Monday, November 20, 2006

What's Next for Progressives

Online Newsletter Article for this week:

Well, I was quite pleased with the outcome of the election. Some friends did not win and that was too bad, but some did and on the whole it was a very good day for progressives in the state and nation. I am particularly gratified that a huge message of dissatisfation was registered at the national level with the policies of the Bush Administration, which I truly believe are doing great damage to the country. Now there will be a Congress that can act as a genuine check on the President who has had no oversight for six years.

But will this election be a momentary interruption of the right-wing movement that has ascended to power over the last twenty years and set the political and cultural agenda for the state and country? Or is the beginning of a swing in a different direction? I believe going forward that the answer to that question depends more on the actions of you and me than on what our politicians do.

They, the politicians, even the best of them, are human. Whatever good intentions they have as they go to St. Paul and Washington, they will be tested by the lure of special interests and money and all the trappings of power. Some of them undoubtedly will not live up to our hopes and their potential. But as a whole they will not succeed in changing the direction of the state and nation unless we remain engaged and active and work to keep them honest and responsive.

This past Saturday Howard Bass and I attended a conference in Minneapolis of the midwest chapter of the Network of Spiritual Progressives. We were joined by more than 600 spiritual progressives from Minnesota, Wisconsin and Iowa. (I suspect the Iowans were actually in town to attend the Gophers-Iowa game but showed up at the wrong venue!) We were there to hear Rabbi Michael Lerner speak. Lerner is author of The Left Hand of God, editor of Tikkun magazine, and together with Cornel West and Sister Joan Chissiter, shepherds the national organization of the Network of Spiritual Progressives.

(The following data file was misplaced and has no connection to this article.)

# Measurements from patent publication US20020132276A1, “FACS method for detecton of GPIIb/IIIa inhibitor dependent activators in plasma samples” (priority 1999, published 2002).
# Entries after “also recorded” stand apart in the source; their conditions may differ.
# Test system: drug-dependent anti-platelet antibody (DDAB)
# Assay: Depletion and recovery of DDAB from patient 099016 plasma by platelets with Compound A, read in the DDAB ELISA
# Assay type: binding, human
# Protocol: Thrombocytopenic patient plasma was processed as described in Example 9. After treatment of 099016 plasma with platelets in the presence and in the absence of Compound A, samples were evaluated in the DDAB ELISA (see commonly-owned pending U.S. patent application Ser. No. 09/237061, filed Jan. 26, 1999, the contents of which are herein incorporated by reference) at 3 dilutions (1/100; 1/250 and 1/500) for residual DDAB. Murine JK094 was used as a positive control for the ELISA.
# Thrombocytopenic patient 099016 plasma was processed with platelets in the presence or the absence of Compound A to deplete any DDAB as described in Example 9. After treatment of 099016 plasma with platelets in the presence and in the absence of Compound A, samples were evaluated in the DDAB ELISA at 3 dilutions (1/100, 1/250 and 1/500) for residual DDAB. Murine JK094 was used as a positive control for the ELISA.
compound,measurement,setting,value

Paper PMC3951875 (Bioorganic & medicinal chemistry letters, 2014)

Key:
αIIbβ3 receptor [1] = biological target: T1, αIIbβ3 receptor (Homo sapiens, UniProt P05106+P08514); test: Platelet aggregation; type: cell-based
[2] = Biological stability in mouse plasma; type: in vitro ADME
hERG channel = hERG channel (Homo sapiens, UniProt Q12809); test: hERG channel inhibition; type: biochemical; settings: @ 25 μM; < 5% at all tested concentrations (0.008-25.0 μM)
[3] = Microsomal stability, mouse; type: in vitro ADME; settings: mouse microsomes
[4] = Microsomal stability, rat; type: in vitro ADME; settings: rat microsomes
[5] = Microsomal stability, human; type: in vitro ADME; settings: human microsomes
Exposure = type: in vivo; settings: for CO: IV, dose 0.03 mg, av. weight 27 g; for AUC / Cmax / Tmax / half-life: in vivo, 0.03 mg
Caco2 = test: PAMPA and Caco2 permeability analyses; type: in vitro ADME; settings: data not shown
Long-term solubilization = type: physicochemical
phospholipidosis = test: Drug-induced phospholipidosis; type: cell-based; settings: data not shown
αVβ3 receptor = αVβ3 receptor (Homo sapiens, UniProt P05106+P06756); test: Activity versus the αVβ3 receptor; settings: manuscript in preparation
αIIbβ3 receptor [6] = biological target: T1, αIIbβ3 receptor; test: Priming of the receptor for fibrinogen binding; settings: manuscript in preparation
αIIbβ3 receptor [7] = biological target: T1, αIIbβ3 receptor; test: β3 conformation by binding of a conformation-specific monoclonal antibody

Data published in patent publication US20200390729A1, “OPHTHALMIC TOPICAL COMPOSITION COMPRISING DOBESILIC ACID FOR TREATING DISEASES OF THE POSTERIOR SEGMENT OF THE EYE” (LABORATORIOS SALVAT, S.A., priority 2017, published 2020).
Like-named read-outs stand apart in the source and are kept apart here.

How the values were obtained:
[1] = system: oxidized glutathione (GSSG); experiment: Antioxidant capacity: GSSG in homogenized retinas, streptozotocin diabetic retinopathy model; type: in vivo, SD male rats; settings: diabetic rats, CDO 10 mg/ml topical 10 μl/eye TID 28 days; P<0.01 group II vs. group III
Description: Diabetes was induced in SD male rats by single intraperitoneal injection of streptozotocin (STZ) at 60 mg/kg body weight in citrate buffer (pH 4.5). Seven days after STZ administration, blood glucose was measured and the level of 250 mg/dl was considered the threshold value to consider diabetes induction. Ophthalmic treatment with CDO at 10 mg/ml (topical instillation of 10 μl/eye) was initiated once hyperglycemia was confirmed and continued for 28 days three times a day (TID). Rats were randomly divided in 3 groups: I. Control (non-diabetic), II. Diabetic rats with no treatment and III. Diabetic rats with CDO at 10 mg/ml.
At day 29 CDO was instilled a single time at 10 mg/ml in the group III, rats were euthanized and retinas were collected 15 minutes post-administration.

It was Lerner's contention in his talk, and in his book, that nothing will change in the country unless there is a mobilized organization of spiritual progressives around the country who hold politicians accountable to a new bottom line of thinking and voting. The old bottom line is fear-based, selfish (me-first, my salvation, looking out for number one), authoritarian, and violent; it is what he describes as the right hand of God. The left hand of God values community and social justice, nurture and compassion, democracy, and peaceful conflict resolution.

Both the left and right hands of God are present in every individual, and in our communities and societies we swing back and forth. In the 60's, for instance, when we made great strides forward in social justice for women and minorities, the left-hand of god was in ascendance. Over the last 20 years but particularly since 9/11 the right hand of god has been in control.

The recent election was a sign that the country is growing weary of the right hand of god. But there will be no genuine change unless we do our part. As Lerner says in his book:
What I learned from my brief encounters with the Clinton administration confirmed something I had known before. If your goal is to win narrow material rewards or ego gratification or fame, then getting close to the powerful, whispering in their ears, having "access," can make a huge difference. But if your goal is to heal and repair the society, and you want to enlist the politicians to pursue policies that require courage, if you want them to feel safe to examine the part of their own selves that is responsive to the Left Hand of God, then there is only one thing that can work: building a social and political movement in the larger society that is so visible, noisy, and persistent that the powerful cannot ignore it and instead feel that it provides them with the political cover to take stands that might otherwise be perceived as risky.
As Lerner noted Saturday, all those politicians who walked arm-in-arm at the front of the civil rights marches in the 60's did not start out in the front of the line. It wasn't until the movement was a large unstoppable force that they jumped in front to make sure history caught them crossing the finish line. Our new and returning representatives will lead our state and country in a different direction if we provide them with an energized movement that values and embodies the left hand of God. Open Circle is one small part of that larger movement, but we have an important role to play.

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